Sustainability and future trends were some of the key topics discussed at the education sessions at IMEX Frankfurt this year.  Read on to hear our thoughts on what was discussed and to find links to some of the great resources that were mentioned by speakers.

This was the first year that we had explored these wider activities at IMEX and it was well worthwhile!


The industry as a whole is now giving much more thought to sustainability and there are a number of important and very helpful initiatives providing support and advice to organisers. It was really good to see people sharing these resources and their ideas to help tackle this challenge. For example: The Net Zero Carbon Events initiative and resources, the Events Industry Council (EIC) sustainability resources and support, the ICE Hub for sharing sustainability ideas and Skift’s Guide to Planning Sustainable Meetings. IMEX itself had taken very big steps to make the event as sustainable as possible including both onsite set-up and encouragement and support for sustainable travel by attendees.

Return to onsite – taking care to remain inclusive

Many sessions and discussions reported on the return to face-to-face meetings and how much people valued those. However, care needs to be taken that we do not exclude certain groups by simply returning en masse to onsite meetings. To support diversity, equality and sustainability we need to do more than that. Hybrid events can be complex and expensive to manage when trying to provide both onsite and online simultaneously, but there are other options such as interspersing face-to-face meetings with online meetings, making sure live content is available not just to view but also to discuss after the event and providing good, ongoing networking opportunities for online delegates / association members as well.

Meeting design

We greatly enjoyed the education sessions that were interactive – the ones that made the most of the fact that people were face-to-face and engaged the whole group/audience in discussion and problem exploration. The Ideation Station space was set up in an ideal way for this – tables with paper and pens already laid out, speakers referring to the groups sat at the tables as teams and preparing them for the hands-on activities that would follow the short presentations. Google’s Xi CoLaboratory was also excellent – no presentations, but instead a set of facilitated discussions addressing open questions for the sector – such as how we might measure and tell the story of the ‘events ripple effect’. A great example of drawing on the experience and wisdom of the crowd and valuing all the opinions in the room.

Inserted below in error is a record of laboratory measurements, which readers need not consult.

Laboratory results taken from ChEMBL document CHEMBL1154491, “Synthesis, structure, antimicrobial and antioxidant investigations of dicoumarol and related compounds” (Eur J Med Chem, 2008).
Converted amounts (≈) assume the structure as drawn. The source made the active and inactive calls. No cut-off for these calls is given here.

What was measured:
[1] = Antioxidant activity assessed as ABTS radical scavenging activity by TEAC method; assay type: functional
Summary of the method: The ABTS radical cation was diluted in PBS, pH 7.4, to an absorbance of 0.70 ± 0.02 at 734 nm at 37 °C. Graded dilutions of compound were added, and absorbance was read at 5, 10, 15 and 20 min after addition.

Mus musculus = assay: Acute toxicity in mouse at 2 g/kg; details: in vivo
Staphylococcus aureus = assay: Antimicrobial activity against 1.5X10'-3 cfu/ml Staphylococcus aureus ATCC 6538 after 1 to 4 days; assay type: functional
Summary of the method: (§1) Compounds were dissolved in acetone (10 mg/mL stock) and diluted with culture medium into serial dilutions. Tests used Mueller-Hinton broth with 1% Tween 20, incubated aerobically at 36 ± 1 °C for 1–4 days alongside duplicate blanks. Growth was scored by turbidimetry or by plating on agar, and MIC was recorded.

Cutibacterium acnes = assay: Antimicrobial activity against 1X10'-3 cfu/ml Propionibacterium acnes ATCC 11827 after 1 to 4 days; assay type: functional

Measuring impact

Related to both the sustainability agenda and the events’ ripple effect workshop is the crucial need to identify and measure the impacts that you value. We can only see if we are making progress if we have these measurements. There are many organisations out there that will help with setting sustainabiliy measures, as many of the speakers commented it is important to make sure you are using a valid measure and there is definitely work to be done on creating some accepted standards in this area. The good news is that initiatives such as the Net Zero Carbon Events and others are looking into this. And in the meantime there are some clearly understood areas in which we can start to make improvements such as using more sustainable travel options, using renewables and reducing waste. The Google Xi workshop on “events’ ripple effect” was really eye-opening when thinking about event impact measurement. How often do we just measure impact as satisfaction immediately after the event? In reality most of us believe that events have much longer-term impacts particularly in terms of people building relationships, partnerships, collaborative work and communities based on an initial meeting at an event. How can we measure that very important impact and then how can we design our events to increase the chances of this valuable impact?

Artificial Intelligence – Generative AI

Finally there was of course talk about AI and the benefits it could bring to events and where it would lead to change. The talk in the Research Pod by Nils Olav Rislaa was extremely helpful, highlighting how ChatGPT can be an extremely useful assistant to an event organiser and also making clear that AI is currently best used in this way (by an expert to help speed up their work by producing draft content for them, putting together new perspectives on a problem or acting as an editor on their own work). The fact that AI currently does not understand what it produces and can produce “hallucinations” means that it is a wonderful productivity tool to help someone who is then capable of sense and fact checking what it produces.

We found the IMEX education sessions very thought-provoking and a great way of meeting new people and discussing new ideas. The only thing lacking was that the speaker content was not shared – instead delegates made considerable use of their phones to take photos of the speakers’ most interesting slides and contact details. Now…. if only there was a simple, easy-to-use platform that allowed the speakers to easily bundle together and share their presentation and background resources with delegates! Maybe something like Kubify’s Learning Toolbox ;-)